I woke up with the drawstring on my sleeping bag pulled so tightly that only my nose poked out. I didn’t know why it was still dark when I opened my eyes and I frantically tried to uncover my head until I found the zipper. It was still cold out but I had slept soundly. The moisture that was still in the air from the last rain was now frozen on the ground. Still in all my clothes – rain gear included – I heated some water for oatmeal.
While I was eating breakfast, one of the campground hosts came into my camp to chat. He was tall, old and goofy. He wore earmuffs, laughed constantly and drank coffee out of one of those giant plastic gas station mugs. He was really chatty and told me all about the drought and how he was born and raised in Louisiana. He talked and talked. Maybe no one ever camps at Double Lake in winter, because he sure had a lot to tell me. I didn’t have much patience with him and I lost interest in his life story pretty quickly. Maybe he was just boring, but it occurred to me that perhaps the last month of being on the road alone had conditioned me to be impatient with people.
I had really gotten used to being alone. After the initial loneliness wore off, it was so incredibly easy – I didn’t have to wait for anyone, or hold anyone up, or discuss the route with anyone. All the decisions were my own. I also didn’t have to make small talk and now I was finding I could hardly stand it. I was perfectly content with talking to myself. I may have made myself permanently crazy. but then again, maybe this guy was just especially boring.
He was really nice though. He even looked up a weather forecast for me on his Droid. He must have been extra hip too, as smart phones weren’t particularly popular among retired people in the rural south.
It was after ten when I finally started pedaling. I spent the morning riding through the Sam Houston National Forest. After 25 miles, I emerged from the forest and rode into a town called New Waverly. The grocery store had almost nothing so I bought some overpriced snacks and got back on my bike. A few blocks later I arrived at King David’s BBQ. King David’s BBQ is a portable building next to a giant BBQ smoker. Next to the barbecue there are a couple picnic tables. The place was popular and most of the patron’s were really large – they knew good food.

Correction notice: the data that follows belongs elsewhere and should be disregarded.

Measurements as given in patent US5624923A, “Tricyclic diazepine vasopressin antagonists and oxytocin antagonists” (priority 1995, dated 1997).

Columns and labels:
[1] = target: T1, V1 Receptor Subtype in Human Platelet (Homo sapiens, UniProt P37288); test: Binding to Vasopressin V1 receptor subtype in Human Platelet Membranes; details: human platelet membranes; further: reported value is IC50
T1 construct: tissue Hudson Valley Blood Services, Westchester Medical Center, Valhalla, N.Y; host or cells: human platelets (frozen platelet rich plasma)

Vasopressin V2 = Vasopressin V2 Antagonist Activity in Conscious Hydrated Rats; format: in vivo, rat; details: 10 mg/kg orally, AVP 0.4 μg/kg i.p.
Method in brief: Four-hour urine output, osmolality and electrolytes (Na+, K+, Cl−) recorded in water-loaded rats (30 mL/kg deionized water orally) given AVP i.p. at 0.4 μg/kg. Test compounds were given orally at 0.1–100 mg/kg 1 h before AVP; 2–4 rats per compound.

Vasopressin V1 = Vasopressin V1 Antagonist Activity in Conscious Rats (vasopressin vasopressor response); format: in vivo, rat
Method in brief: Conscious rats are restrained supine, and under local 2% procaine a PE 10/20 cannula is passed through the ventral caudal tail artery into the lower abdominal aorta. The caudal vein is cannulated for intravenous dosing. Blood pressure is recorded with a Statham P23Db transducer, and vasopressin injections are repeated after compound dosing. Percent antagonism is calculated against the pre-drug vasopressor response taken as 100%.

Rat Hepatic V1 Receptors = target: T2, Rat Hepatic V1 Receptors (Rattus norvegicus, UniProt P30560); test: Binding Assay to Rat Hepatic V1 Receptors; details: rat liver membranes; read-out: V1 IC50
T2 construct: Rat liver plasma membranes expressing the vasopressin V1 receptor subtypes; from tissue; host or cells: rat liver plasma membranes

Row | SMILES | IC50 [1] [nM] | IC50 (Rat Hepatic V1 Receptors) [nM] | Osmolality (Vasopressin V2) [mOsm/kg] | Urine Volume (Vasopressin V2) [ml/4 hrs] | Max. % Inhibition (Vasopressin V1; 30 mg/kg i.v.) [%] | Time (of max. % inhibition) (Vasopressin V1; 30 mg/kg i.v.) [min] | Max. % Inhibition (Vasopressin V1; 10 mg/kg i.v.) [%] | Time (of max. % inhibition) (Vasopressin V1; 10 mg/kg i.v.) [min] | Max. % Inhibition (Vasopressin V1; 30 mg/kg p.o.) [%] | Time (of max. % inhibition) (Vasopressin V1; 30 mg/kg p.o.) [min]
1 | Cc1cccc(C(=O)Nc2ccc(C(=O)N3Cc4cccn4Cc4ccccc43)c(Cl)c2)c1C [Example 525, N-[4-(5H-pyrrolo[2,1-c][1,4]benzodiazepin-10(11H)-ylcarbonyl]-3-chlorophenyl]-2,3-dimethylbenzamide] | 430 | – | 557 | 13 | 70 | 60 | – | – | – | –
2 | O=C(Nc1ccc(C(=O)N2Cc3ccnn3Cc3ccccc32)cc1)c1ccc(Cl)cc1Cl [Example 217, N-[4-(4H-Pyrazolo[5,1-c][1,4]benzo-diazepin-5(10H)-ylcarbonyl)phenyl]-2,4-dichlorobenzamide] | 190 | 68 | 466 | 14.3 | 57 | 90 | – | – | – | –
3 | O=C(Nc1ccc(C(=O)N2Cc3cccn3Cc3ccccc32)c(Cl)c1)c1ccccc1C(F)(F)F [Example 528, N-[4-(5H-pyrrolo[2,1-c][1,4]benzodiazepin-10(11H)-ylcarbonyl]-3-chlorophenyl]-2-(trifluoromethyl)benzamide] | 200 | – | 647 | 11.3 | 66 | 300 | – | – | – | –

The Bible’s King David beheaded Goliath, but this one served me a goliath pulled-pork sandwich with a sweet tea and it was delicious. I ate and chatted with the locals on the picnic table. They were especially interested in my route, so I showed them my map and they gave advice about the roads. One of them mentioned that his advice might be no good because the furthest he’s ever gone on a bike was a 5-mile trip to Huntsville and back when he was a kid. I already knew where I was going.
After lunch, my path took me back into the Sam Houston National Forest. New Waverly is sandwiched between two sections of the forest. This section, the eastern one, was hillier and smoother. It was really one of the most pleasant rides of the whole trip and probably the most hilly stretch of road so far. I enjoyed the hills, but lots of hills meant I was spending nearly all my time riding uphill. It was worth it for the quick descents though. The pines here were older than the other section of forest. They towered overhead and filtered the sunlight nicely.
In the middle of the forest, I met a bike tourist named Dana. She was about my age, and on her way to Florida from Northern California. We talked about good camping spots nearby. I was a little embarrassed because she had ridden much further than me that day.
That night, I pushed my bike under a gate and down a dirt road at the edge of the national forest. I found a nice place to camp surrounded by big trees. There was still plenty of light so I took a walk in the woods. Before falling asleep, I talked on the phone with Lilli in Austin. She was now just three days away.